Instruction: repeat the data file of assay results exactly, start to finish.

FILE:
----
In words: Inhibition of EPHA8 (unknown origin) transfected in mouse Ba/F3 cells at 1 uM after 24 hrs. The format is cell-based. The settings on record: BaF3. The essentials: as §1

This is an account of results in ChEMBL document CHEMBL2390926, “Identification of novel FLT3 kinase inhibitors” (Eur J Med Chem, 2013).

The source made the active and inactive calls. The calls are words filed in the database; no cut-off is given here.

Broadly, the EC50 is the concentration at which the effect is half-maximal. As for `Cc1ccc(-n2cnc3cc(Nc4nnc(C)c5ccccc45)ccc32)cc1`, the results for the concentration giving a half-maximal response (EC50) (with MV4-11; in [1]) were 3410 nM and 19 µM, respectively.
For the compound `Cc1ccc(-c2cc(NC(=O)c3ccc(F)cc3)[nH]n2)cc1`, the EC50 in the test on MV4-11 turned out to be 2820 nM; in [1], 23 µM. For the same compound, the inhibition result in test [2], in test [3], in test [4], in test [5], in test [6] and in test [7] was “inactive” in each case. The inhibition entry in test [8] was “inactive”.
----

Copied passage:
In words: Inhibition of EPHA8 (unknown origin) transfected in mouse Ba/F3 cells at 1 uM after 24 hrs. The format is cell-based. The settings on record: BaF3. The essentials: as §1

This is an account of results in ChEMBL document CHEMBL2390926, “Identification of novel FLT3 kinase inhibitors” (Eur J Med Chem, 2013).

The source made the active and inactive calls. The calls are words filed in the database; no cut-off is given here.

Broadly, the EC50 is the concentration at which the effect is half-maximal. As for `Cc1ccc(-n2cnc3cc(Nc4nnc(C)c5ccccc45)ccc32)cc1`, the results for the concentration giving a half-maximal response (EC50) (with MV4-11; in [1]) were 3410 nM and 19 µM, respectively.
For the compound `Cc1ccc(-c2cc(NC(=O)c3ccc(F)cc3)[nH]n2)cc1`, the EC50 in the test on MV4-11 turned out to be 2820 nM; in [1], 23 µM. For the same compound, the inhibition result in test [2], in test [3], in test [4], in test [5], in test [6] and in test [7] was “inactive” in each case. The inhibition entry in test [8] was “inactive”.